In deciding what to do for my final intervention, I reflected upon something that a close friend had pointed out to me: it’s really difficult to get “alone time” in college. Of course, I spend time studying by myself or find myself at my apartment alone sometimes, but the college culture promotes a significant portion of time spend with others. I live with other people, eat with other people, do homework with other people, have fun with other people, etc. While I am surrounded by great friends and none of this is bad in and of itself, I have found that I am very reliant on others. I realized this during week 5 this quarter when I spent a day home alone with the flu and found it uncomfortable to sit by myself without any sort of work or agenda.
Following this realization, I decided that for my final intervention I would set aside 45-90 minutes each day to do something by myself. Some days, this meant taking myself out for dinner or driving downtown. Other days, this simply meant setting an hour aside to journal or go for a long walk. I also stayed off of my phone during these “alone time” periods unless there was a legitimate need. This choice was originally difficult for me to accept due to my busy schedule. The immediate reaction to this idea was that I don’t have enough time. Between classes, work, clubs, and social activities, it already seems as though there are not enough hours in the day. However, I recognized that self interventions are meant to be challenging and uncomfortable.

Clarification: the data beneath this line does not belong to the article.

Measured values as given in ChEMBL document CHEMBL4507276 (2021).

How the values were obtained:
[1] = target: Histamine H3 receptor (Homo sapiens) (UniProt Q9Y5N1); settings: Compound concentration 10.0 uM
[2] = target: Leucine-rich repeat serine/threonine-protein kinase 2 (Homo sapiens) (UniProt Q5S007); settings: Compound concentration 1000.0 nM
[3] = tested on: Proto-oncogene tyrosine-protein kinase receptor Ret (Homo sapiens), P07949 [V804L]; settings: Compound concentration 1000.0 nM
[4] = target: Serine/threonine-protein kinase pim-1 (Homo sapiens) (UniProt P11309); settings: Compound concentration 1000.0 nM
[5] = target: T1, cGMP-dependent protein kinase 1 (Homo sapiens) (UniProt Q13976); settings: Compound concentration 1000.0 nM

The first couple of days of my intervention were very difficult for me. It was hard to allow myself to reflect or enjoy my experiences. This was especially true when I ate at a restaurant by myself. I can’t remember another time in my life where I had dinner alone at a traditional sit-down restaurant. The first 10-20 minutes were filled with distractions and doubts. What do I do? What should I be thinking about? Do other people notice that I’m alone?
Both the dinner and the intervention as a whole became easier for me when I allowed my thoughts to wander. I eventually lost track of time and began to reflect on the things I was experiencing and the things that had been on my mind during the week. Eventually, I began to actually enjoy my own company. This was very significant for me, as it was a feeling that I had not experienced in a very long time. By the last two of three days of the intervention, I was looking forward to the time I had set aside to be alone.
The intervention not only taught me how to be comfortable doing leisurely activities by myself, but it showed me how important it is to establish a balance between the time spent with others and the time spent alone. When we fail to take time to reflect on our own, life can become more confusing and less rewarding. This ‘reflection’ doesn’t always need to be a long period of silence or meditation. In this case, it simply meant taking a step back from the constant connection to friends, family, peers, and technology.